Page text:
Re: [new_distillers] Re:What is wrong with Gas/Propane
- My experience exactly, Larry. Good ventilation in the shed plus an ounce of common sense - which isn't very common these days - and one will experience no problems. There is no need to keep the still outside and lose heat if one adheres to ventilation, attention and a fire extinguisher nearby. The extinguisher is there to make one feel good. I've never had to use it.
> ----- Original Message -----"Most of the troubles of the world are caused by human beings". (Shakyamuni Buddha)
> From: Larry <larry@...>
> To: email@example.com
> Subject: [new_distillers] Re:What is wrong with Gas/Propane
> Date: Mon, 05 Nov:50:04 -0600
> At 03:59 PM 11/05/2007, you wrote:
> > Yes, propane requires CONSTANT attention or alcohol geysers WILL
> > result. Make small increases in burner flame to avoid geysers.
> My propane runs for HOURS with no attention, and I can only guess at what
> an "alcohol geyser" might be, since I've never seen one. I'd figure that
> anyone who HAS seen one was been doing something wrong at the time.
> I have a remote thermometer that alarms when my wash gets up to temp, and
> then I just have to worry about how little heat to put under the boiler, so
> it doesn't cool down below the ethanol boiling-point.
> That part is Trial And Error, but it is with a hotplate too, unless your
> still is in a closed room that has no breezes blowing and is always the
> same ambient temp.
> I check the collection jug about every 20-30 minutes (depending on whether
> I'm liable to get into tails soon) to see if I want to switch it out, but
> after I get the wash up to temp, then get the flame backed down through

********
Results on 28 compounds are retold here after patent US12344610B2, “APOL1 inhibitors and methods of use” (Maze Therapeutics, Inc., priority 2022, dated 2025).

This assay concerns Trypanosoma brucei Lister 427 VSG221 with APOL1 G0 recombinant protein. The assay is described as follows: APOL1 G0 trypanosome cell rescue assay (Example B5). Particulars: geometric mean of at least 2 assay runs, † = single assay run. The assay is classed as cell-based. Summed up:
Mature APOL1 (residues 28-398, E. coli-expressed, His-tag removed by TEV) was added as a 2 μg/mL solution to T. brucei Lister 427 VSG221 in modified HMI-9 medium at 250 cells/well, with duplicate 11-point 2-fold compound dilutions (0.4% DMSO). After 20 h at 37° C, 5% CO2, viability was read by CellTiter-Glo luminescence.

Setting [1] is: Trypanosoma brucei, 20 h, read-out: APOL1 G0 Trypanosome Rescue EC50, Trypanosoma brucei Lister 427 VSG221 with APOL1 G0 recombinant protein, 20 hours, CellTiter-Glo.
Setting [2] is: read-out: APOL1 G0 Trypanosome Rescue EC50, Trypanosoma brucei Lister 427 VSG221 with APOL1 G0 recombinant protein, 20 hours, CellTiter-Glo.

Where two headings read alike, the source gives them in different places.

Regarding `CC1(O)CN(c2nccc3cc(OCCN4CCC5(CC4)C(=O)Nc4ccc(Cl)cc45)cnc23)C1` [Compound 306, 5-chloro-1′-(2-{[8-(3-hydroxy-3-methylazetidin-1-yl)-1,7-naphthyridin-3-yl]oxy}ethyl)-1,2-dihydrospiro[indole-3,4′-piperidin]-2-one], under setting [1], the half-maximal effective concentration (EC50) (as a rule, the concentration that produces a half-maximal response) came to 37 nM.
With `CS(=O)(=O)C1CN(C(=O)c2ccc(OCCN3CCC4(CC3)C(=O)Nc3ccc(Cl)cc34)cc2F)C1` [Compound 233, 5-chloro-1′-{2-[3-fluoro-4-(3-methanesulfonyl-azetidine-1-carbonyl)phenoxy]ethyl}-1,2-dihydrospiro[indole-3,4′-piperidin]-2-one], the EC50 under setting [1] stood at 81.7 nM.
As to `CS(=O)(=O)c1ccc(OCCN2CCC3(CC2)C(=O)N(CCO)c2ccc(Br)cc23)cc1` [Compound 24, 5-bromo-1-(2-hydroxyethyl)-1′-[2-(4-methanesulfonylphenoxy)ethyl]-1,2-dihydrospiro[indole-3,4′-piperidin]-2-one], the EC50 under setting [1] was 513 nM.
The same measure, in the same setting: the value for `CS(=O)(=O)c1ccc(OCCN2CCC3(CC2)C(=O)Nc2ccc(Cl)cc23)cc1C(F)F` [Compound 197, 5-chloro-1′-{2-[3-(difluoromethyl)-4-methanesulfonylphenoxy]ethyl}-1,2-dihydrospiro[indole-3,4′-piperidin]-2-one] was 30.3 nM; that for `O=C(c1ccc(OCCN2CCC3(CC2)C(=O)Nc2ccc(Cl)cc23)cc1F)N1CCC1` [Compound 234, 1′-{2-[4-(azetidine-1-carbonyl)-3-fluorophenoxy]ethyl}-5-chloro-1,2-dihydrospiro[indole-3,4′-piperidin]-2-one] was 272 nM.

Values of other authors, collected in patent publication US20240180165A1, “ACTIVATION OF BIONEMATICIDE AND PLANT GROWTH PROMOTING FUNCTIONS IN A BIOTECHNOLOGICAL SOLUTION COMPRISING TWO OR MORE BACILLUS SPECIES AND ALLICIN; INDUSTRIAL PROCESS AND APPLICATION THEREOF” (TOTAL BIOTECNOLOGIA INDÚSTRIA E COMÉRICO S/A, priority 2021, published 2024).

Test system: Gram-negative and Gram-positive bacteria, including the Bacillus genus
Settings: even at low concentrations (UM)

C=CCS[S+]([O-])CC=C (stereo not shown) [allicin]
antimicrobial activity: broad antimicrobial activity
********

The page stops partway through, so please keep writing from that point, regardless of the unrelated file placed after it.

> T&E, it simply runs.
> The only special attention it gets beyond that is me I staying close enough
> to see the flickering if I need to run over with the 5-pound fire
> extinguisher, and you need to stay close to a running still anyway.
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- And your definition is slightly decieving with the intonation that a
gas is like a vapour, since a vapour is in a state of equilibrium with
the liquid phase, and a gas is far beyond this equilibrium at
And further, smoke is a product of a chemical change (specifically
combustion), not a a physical change such as vapour or gas states.
Get a better dictionary.
--- In firstname.lastname@example.org, Larry <larry@...> wrote:
> At 06:06 PM 11/17/2007, you wrote:
> >just a breif note on nomenclature here: Fumes are vapourized metal.
> >We are talking about ethanolic vapour here, not fumes.
> No, we're talking about alcohol fumes here.
> I don't know what dictionary you're using, but MINE says that fumes
> Specifically, fume N. 1. Vapor, gas, or smoke, especially if
> harmful, or strong. 2. A strong, acrid odor. 3. Gaseous state of an
> element or chemical compound.